Voters don't want radical new policies but sensible, unifying leadership and an end to angry polarization.
Monday, November 16, 2020
#321 / A Slight Disagreement
Back on October 23, 2020, prior to the election, The Wall Street Journal ran a column by Ted Van Dyk, whom The Journal identifies as the author of Heroes, Hacks and Fools: Memoirs From The Political Inside. Just to make sure that we fully understand exactly where Van Dyk comes from, The Journal further tells us that Van Dyk is someone who was "active in Democratic national policy and politics for 40 years."
Van Dyk's column was titled, "Can Biden Restrain the Democratic Party's Left?" A pull quote, printed in bold and large type, emphasized Van Dyk's main thesis:
I am pretty much in agreement with Van Dyk's judgment, as presented above. The American people, as I think the election has demonstrated, would like our president to work to unify the country, not divide it. The country is also well and truly tired of the angry polarization that has been made into an art form by Donald J. Trump. "Radical" changes are not what people voted for, either. They are hoping for "normal," for basic good government and a qualified and competent administration that makes progress on the challenges that face us, and that helps us realize our greatest opportunities.
While I largely agree with the general sentiment expressed in Van Dyk's pull quote, I do have a slight disagreement with what I think both Van Dyk and The Journal were hoping to do with this particular column. The Wall Street Journal really objects to "socialism" (as the newspaper would define it) and has no good thing to say about "The Squad," pictured above, who are known for their efforts in Congress to achieve more progressive policies - the kind of policies that The Journal calls "radical." By running the Van Dyk column, I think The Journal was hoping to persuade readers (and our next president) that the nation should pursue a policy program not unlike that supported by The Wall Street Journal itself.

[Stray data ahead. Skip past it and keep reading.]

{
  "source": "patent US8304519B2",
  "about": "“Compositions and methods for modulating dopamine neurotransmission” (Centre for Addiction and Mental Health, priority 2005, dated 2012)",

In my opinion, that is not why voters elected Joe Biden instead of reelecting Donald J. Trump. I think the voters well understand that we need unity, and an end to the politics of anger and polarization that President Trump has helped promote. But I also think that the voters understand the overwhelming challenge of the pandemic, and are looking for very aggressive action by the federal government to deal with this challenge. I also think that voters want action not only on the health front, but action to make sure that our economy supports ordinary people - and not just the billionaires. I think that's what the voters expect from the Democrats and President Biden.
I also think the voters are ready, willing, and prepared to find ways to deliver on the promises made in The Declaration of Independence - the ones that say that all persons are "created equal," and that every one of us is possessed of the unalienable rights to life, liberty, and the pursuit of happiness. Some might think it would be "radical" to take real steps, right now, to end the continuing injustice whose origins are in slavery. To the contrary, I think the country is ready for steps to end racial injustice, in the arena of criminal justice, and in our economy, and in every other way possible way.
Finally, I think the American people expect our next administration to take the dramatic steps needed to reduce carbon emissions and to make what has been called a "Green New Deal" the center of a new national policy to address global warming, which is truly an existential danger to us all.
The Wall Street Journal is almost certainly not going support policies like those I just listed, but I firmly believe that the American people will. Thus, I do think that The Journal and I have a slight disagreement. We do need an end to angry polarization and divisiveness - as The Journal says - but the way to achieve unity, and to restore a common and broadly agreed-upon national purpose, is for our next president to help bring us all together to deal with massive income inequality, racial injustice, and the danger of global warming. Dealing with the global pandemic - also a priority, of course - is a good way to "warm up" for those even greater challenges.
And greater opportunities. Let's not forget that!